30. Belle and Ariel share the same live-action reference model, Sherri Stoner.

31. Pocahontas is the only Disney Princess with a tattoo.

32. Jasmine actually helped influence the design of Aladdin. Earlier sketches showed him seeming much younger. But once Jasmine was designed, animators thought she wouldn’t go for someone who looked like a scruffy kid.

33. When Disney first announced The Princess and the Frog, the principal character was named Madeline or Maddy for short. This upset critics, who called it a “slave name.” Disney then changed it to Tiana.

34. Merida is the only princess with brothers. WHAT?

35. In earlier drafts of the film, Cinderella has a pet turtle named Clarissa.

36. Mary Pickford and Betty Boop helped inspire Snow White’s look.

37. Disney shot the entirety of Cinderella in live-action, using it as a guide for animation.

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38. One thing Belle shares in common with Sleeping Beauty: Belle’s dance with the Beast was created from the same cells as Aurora’s dance with the Prince. Apparently, the animators were running out of time.

39. Belle is the second princess to not be of royal descent. (With Cinderella being the first.)

40. Merida is the only Disney Princess with a non-American accent.

41. When Snow White’s Scary Adventures opened at Disneyland in 1955, it didn’t feature Snow White anywhere in the ride; riders were supposed to experience the ride as her. This proved confusing and she was added in an overhaul in 1983.

42. Ilene Woods, a radio singer and personality, didn’t actually know she was auditioning for the role. She recorded a couple songs for the film as demos, as a favor to the songwriters with whom she was friends. When Walt heard the recordings, he chose her over the 400 other girls who had auditioned for the role.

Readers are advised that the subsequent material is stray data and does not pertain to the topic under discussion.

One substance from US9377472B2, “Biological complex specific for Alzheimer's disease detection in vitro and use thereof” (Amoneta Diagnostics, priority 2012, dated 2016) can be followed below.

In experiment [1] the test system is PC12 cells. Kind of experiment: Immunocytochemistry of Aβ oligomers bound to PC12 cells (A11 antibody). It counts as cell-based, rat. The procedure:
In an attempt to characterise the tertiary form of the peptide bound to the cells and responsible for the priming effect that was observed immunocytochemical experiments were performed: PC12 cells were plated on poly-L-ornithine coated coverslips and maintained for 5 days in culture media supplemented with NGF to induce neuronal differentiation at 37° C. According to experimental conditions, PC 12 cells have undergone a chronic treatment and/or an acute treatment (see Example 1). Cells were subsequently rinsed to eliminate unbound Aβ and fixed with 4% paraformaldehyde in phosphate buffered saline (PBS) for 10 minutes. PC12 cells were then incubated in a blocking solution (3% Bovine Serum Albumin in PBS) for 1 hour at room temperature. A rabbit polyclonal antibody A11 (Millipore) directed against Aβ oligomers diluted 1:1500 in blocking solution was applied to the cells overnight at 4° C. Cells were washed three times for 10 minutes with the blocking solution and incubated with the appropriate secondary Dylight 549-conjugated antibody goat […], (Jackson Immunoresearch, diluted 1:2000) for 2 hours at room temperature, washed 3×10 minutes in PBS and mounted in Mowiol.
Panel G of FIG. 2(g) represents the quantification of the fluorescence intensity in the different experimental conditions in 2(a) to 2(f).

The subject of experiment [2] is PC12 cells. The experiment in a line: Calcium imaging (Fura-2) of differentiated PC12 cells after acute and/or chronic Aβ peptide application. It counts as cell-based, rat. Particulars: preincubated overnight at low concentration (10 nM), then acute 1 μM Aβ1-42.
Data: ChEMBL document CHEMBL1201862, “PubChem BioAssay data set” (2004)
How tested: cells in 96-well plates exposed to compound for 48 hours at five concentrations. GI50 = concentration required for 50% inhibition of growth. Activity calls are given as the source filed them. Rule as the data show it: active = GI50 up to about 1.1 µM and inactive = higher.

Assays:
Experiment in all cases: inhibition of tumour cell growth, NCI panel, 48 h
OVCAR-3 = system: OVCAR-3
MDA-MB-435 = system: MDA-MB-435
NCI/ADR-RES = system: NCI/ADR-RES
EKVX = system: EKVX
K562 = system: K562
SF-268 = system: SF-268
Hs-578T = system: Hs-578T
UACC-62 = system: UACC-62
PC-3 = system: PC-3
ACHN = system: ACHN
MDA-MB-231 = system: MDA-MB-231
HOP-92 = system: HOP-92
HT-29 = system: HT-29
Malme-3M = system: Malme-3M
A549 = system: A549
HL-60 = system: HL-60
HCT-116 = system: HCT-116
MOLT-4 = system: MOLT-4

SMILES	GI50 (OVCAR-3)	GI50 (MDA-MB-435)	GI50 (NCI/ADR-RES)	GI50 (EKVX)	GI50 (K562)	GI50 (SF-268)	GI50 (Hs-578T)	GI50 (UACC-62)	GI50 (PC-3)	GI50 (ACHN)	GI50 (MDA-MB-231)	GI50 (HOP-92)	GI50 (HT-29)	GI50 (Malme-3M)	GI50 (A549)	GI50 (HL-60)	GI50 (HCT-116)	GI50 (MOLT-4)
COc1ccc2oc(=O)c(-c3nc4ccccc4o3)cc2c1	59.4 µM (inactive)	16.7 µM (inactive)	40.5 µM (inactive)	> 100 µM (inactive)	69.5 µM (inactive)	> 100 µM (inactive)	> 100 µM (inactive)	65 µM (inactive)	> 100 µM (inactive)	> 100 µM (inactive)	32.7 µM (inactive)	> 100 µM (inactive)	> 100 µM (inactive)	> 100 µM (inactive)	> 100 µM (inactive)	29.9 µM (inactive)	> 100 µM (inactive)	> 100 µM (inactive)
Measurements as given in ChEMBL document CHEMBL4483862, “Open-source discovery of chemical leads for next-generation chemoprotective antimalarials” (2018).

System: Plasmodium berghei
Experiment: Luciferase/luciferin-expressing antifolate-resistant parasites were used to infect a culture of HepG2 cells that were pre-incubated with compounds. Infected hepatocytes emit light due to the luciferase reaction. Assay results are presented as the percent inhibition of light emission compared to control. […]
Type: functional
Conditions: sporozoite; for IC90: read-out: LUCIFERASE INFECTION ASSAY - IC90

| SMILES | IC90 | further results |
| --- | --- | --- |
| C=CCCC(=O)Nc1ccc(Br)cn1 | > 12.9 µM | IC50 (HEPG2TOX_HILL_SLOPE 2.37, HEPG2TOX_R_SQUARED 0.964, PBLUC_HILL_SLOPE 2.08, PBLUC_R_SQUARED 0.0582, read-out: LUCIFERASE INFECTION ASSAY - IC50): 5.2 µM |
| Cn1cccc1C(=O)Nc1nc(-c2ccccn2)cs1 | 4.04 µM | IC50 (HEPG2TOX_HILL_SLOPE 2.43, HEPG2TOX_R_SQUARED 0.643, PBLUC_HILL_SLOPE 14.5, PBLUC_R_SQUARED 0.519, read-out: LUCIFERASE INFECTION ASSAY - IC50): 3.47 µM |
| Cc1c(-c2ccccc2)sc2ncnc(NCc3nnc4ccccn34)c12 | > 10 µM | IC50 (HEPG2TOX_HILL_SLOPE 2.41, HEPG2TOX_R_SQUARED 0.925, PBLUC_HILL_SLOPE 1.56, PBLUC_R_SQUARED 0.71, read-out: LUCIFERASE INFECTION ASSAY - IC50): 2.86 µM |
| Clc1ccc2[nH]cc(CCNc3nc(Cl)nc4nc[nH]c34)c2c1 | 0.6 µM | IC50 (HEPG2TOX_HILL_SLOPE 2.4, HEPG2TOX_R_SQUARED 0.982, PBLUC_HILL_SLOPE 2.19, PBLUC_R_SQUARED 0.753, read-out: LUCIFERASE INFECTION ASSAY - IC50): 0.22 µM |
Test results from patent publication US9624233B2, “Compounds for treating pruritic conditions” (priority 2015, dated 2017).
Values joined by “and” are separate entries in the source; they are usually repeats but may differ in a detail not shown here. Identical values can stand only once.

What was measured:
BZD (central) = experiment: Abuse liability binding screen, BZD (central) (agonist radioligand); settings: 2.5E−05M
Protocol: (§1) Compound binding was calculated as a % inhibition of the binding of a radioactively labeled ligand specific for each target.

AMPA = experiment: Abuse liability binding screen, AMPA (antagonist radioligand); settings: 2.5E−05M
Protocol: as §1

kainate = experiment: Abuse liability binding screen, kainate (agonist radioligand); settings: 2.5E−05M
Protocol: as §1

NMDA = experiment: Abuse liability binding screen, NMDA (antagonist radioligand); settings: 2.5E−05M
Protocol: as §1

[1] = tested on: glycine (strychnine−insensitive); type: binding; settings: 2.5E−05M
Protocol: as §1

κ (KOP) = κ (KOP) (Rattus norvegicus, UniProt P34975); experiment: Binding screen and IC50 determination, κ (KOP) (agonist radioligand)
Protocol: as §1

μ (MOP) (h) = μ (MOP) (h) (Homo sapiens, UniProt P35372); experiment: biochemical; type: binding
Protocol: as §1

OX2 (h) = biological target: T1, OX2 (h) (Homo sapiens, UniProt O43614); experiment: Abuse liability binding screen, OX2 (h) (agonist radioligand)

43. Beauty and the Beast screenwriter Linda Woolverton wrote an important character detail into the script: Belle’s “little wisp of hair that keeps falling in her face” — this showed that Belle wasn’t perfect.

44. Why is Ariel a redhead? For starters, Splash had just come out, featuring Daryl Hannah as a blonde mermaid — Disney wanted to be different from this image. Second, it was easier and more pleasing to make darker shades of red (rather than darker yellows) when Ariel was in dark or shaded places.

45. Jasmine is the second-youngest princess. She’s 15, one year older than Snow White.

46. Disney’s Pocahontas is 18 in the film. In real life, Pocahontas met John Smith at a much younger age. By aging her, Roy Disney said that it made a more dramatic telling of the story.

47. Glen Keane, the creator of Rapunzel, drew inspiration for the character from his daughter, who, as a girl, always wanted to paint her bedroom walls. By the time Keane started on Rapunzel, his daughter had become an accomplished painter and he hired her to create the look of Rapunzel’s room.

48. Belle, the first Disney Princess with more character depth, was partly inspired by Katharine Hepburn’s portrayal of Jo in the 1933 film version of Little Women.

49. Disney used Alyssa Milano’s face as part of the inspiration for Ariel’s look.

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Disney / Via Facebook: DisneyPrincess

50. In 2012 and 2013, the Disney Princesses were redesigned.

51. Mulan’s redesign caused a significant upset because she appeared to have her skin lightened. Similar claims were made for Pocahontas and Jasmine.